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Part 3 of 3 Part Series

The Essence of Quantum Computing
Part 3 of 3 Part Series

Finally, Alice makes a “combined” measurement on the two qubits she holds. Such a measurement gives access to some combined (or global) information on both qubits, but none on a single qubit, i.e., no distinction between the two qubits can be established. Her measurement will lead the pair to collapse to one of the four possible states |0102〉, |0112〉, |1102〉, or |1112〉, while the third qubit, correspondingly, will immediately collapse to the state α|13〉 – β|03〉, α|03〉 – β|13〉, α|13〉 + β|03〉, or α|03〉 + β|13〉, respectively, since it is also entangled with qubits 1 and 2. Table 13.1 shows the measurement result Alice will get depending upon the instant the measurement actually occurred, along with the post-measurement state of qubit 3 held by Bob.

table2

Alice communicates the classical result of her “combined” measurement (|0102〉, |0112〉, |1102〉, or |1112〉) to Bob (using classical means such as telephone, email, etc.). Bob then uses the decoder (a unitary transformation) listed in Table 13.1 corresponding to the state of qubits 1 & 2 conveyed to him by Alice to bring his qubit to state |Φ〉 = α|03〉 + β|13〉.

14 The future

 

Quantum mechanics works exceedingly well in all practical applications. No example of conflict between its predictions and experiment is known. Without quantum physics, we could not explain the behavior of the solids, the structure and function of DNA, the color of the stars, the action of lasers, or the properties of super-fluids. Yet nearly a century after its inception, the debate about the relation of quantum physics to the familiar physical world continues. Why is a theory that seems to account with precision for everything we can measure still deemed lacking?21

The dream is that one day we will produce quantum computers and prove their supremacy over classical computers by their super-classical behavior. Such computers may still require quantum error corrections to achieve scalable quantum computing. There are plenty of challenges to be overcome along the way, namely the difficulty of controlling quantum systems accurately. Even small errors caused by imperfect physical quantum gates will eventually corrupt computations. There is the problem of decoherence arising from unintended correlations with the environment. This is not a problem in classical computers but can be lethal for a quantum computer if quantum superposition is irreparably altered. This is where quantum error-correcting codes play a pivotal role. Compared to error correction codes for classical computers which need only protect against bit flips, such codes for quantum computers are much more difficult because they must, in addition, protect against phase errors.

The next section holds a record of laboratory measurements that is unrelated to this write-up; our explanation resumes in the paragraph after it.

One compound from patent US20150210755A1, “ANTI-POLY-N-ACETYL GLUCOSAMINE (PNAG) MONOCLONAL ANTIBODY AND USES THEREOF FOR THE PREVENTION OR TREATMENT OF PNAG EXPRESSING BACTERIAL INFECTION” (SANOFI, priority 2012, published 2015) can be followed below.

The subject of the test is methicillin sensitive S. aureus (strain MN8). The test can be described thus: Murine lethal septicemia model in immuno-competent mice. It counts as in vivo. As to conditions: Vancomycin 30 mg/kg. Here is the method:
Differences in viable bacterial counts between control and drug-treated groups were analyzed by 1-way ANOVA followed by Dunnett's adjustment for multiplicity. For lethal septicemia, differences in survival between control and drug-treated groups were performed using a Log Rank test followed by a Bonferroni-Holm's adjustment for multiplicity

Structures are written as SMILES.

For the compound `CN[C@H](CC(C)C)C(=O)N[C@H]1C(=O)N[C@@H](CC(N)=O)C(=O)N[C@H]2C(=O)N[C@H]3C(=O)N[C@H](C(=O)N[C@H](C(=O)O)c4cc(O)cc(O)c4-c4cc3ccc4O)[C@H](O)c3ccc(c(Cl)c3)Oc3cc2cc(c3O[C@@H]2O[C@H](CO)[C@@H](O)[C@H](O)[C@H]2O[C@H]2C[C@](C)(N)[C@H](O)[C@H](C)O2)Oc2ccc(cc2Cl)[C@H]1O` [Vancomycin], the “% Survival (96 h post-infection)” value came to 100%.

But there are a few fundamental questions that physicists would also like to answer. Two such questions are: “(1) What quantum tasks are feasible? (2) What quantum tasks are hard to simulate classically?”22 Given that we do not yet have a bridge that spans across classical and quantum physics, what if ultimately Nature really admits succinct classical descriptions of quantum states? The fact is that we are reluctant to believe that such a bridge does not exist. But researchers will not wait. Once quantum computers become technologically mature, there will be no dearth of important applications for quantum computing. Waiting in the wings are simulation of highly entangled matter, e.g., quantum antiferromagnets, exotic superconductors, complex biomolecules, bulk nuclear matter, and space-time near singularities.23 There will be plenty of opportunities to discover new and unimagined natural phenomena. Surely, there are new algorithms waiting to be discovered other than those that do no more than quantum versions of classical ones.

14.1 Boosting AI applications

 

Quantum computing’s ability to boost AI applications are now under active investigation.24 For the future one indeed looks forward to the fusion of quantum computing and machine learning and what such a fusion may lead to. One expects some amazingly disruptive technologies to follow that may finally and convincingly show that it can outdo or at least tenaciously compete with the best of human minds in creativity and problem solving. In mere computing, computers handily outbeat all humans. Vast computing power and algorithm development has also ensured that in such things as chess and data-mining humans are easily overshadowed by classical computers. In matters such as face recognition, language translation, and medical diagnosis they are improving by the day that respective present day human experts are likely to become unemployed within a few years. Quantum computers can not only manipulate vast arrays of data in a single step (one of its principal advantages) but also spot subtle patterns that classical computers cannot because of a natural connection between the statistical nature of computing and machine learning, say, using neural networks which are designed to mimic human brains in pattern recognition.


21Zurek (2002).
22Preskill (2012).
23Preskill (2012).
24See, e.g., Musser (2018). “Neural networks and other machine-learning systems have become the most disruptive technology of the 21st century.”

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